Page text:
That’s not Extremis, you just have a head cold.
Silly me. When I volunteered to review this disc, I somehow had the idea in my head that this was a direct-to-video standalone animated feature. Turns out it’s the second half of the second season of the series Iron Man: Armored Adventures, which I’ve never seen. How does the show hold up for someone jumping right into the middle of it? Let’s find out.
Teenage Tony Stark (Adrian Petriw), son of a wealthy industrialist, is secretly Iron Man, the city’s armored protector. He’s aided by his friends, Pepper Potts (Anna Cummer), who longs to have a suit of armor of her own, and James Rhodes (Daniel Bacon) who fights evil beside Tony as the U.S. War Machine. While duking it with foes such as the Mandarin and Dr. Doom, Tony searches for his missing father. He also occasionally butts heads with the folks from S.H.I.E.L.D., not to mention a doctor named Banner…
At first, this show perplexed me, with me not knowing who it was for. I thought casual viewers familiar only with the recent Marvel movies might be turned off by this new, younger take on the character. Similarly, I assumed comic book dork-borkers would also be turned off, not seeing their favorite Shellhead adventures from the page recreated on screen. The sometimes clunky CGI animation further had me hesitating as well.
But then, as I kept watching, the show’s positives started winning me over. Once you get used to the visuals, you start to notice the characters aren’t as stiff or as uncanny valley-ish as they initially appeared. Iron Man and War Machine fly and fight much like they do in the movies. When the characters are out of their armor, you can tell the animators are pushing the tech as the hard as they can to get smooth, naturalistic movements from them. A whole slew of Marvel characters join in on the fun, from Avengers characters we saw on the big screen to obscure goofball villains like Unicorn (a dude with a magic horn on his forehead).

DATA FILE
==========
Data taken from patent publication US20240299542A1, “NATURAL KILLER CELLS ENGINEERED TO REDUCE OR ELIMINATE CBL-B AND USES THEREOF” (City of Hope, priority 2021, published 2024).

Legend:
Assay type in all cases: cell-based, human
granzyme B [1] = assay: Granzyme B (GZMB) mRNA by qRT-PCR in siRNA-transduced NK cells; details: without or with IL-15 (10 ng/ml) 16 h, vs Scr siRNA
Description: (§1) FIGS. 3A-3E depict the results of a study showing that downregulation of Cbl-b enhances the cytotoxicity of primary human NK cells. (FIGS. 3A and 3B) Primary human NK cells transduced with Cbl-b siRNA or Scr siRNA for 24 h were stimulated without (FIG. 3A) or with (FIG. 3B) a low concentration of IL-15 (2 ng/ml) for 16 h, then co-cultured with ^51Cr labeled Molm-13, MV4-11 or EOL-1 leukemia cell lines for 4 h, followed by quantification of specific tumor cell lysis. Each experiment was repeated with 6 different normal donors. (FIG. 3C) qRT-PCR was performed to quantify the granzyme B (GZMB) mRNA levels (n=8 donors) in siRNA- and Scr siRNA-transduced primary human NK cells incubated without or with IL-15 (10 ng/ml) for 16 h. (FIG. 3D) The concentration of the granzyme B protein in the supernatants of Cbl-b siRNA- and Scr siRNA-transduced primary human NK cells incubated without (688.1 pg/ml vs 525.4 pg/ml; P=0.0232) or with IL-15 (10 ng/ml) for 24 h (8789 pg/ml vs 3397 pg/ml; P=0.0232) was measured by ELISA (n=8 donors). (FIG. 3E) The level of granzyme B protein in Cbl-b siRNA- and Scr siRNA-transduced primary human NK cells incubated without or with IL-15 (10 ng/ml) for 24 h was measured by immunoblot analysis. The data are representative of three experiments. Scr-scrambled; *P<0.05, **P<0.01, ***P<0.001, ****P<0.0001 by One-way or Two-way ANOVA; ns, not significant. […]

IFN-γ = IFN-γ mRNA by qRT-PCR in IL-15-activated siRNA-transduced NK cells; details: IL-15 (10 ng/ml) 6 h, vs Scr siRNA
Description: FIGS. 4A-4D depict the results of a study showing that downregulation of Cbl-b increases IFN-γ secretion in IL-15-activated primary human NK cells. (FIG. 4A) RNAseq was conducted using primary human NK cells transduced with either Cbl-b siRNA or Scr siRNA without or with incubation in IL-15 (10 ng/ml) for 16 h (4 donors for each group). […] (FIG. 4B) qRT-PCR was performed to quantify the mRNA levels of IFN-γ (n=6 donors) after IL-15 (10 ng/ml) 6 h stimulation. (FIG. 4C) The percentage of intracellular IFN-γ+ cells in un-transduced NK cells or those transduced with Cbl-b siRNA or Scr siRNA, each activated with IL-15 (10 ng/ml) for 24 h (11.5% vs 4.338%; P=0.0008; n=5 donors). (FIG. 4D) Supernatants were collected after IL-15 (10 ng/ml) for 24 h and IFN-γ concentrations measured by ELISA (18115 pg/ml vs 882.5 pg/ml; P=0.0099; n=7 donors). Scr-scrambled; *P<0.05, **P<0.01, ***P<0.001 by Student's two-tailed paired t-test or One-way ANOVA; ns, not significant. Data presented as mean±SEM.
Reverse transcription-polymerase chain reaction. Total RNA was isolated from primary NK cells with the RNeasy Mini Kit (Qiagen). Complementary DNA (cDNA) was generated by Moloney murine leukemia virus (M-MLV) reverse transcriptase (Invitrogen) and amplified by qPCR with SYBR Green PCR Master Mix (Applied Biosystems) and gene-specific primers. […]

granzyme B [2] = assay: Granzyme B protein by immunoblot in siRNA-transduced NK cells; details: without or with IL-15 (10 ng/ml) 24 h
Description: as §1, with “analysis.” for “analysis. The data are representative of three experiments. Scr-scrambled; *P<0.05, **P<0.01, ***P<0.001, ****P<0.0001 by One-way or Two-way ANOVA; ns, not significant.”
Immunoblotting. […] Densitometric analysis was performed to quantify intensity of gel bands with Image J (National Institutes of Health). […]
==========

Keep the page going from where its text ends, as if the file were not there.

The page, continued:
If you take the view that this is a whole new Iron Man and leave what you’ve already seen/read at the door, then there’s a lot of fun to be had here. This teen Tony is more like half Iron Man and half Spider-Man, in that he has the former’s high-tech smarts, with the latter’s youthful energy. There’s no dark angsty superheroism here. Instead, the show makes it look like fighting bad guys can be fun. There are some serious moments, though, most notably when the show deals with Tony’s relationship with his father, and these too are handled nicely.
It’s true that I enjoyed the visuals once I got used to them, but it still bugged me that this city Tony lives in appears to empty of anyone except him and his friends. Skyscrapers are white rectangles, and there’s never a pedestrian to be found. I get that animation is expensive and all, but this city never once looks lived in.
Audio and video are solid, with bright, vivid colors and booming explosions. For extras, we’ve got galleries of original artwork for various characters and vehicles.
Iron Man: Armored Adventures is a pleasant surprise. It’s a different Iron Man then we’re used to, but give it a chance and you might find a lot to enjoy here, as I did.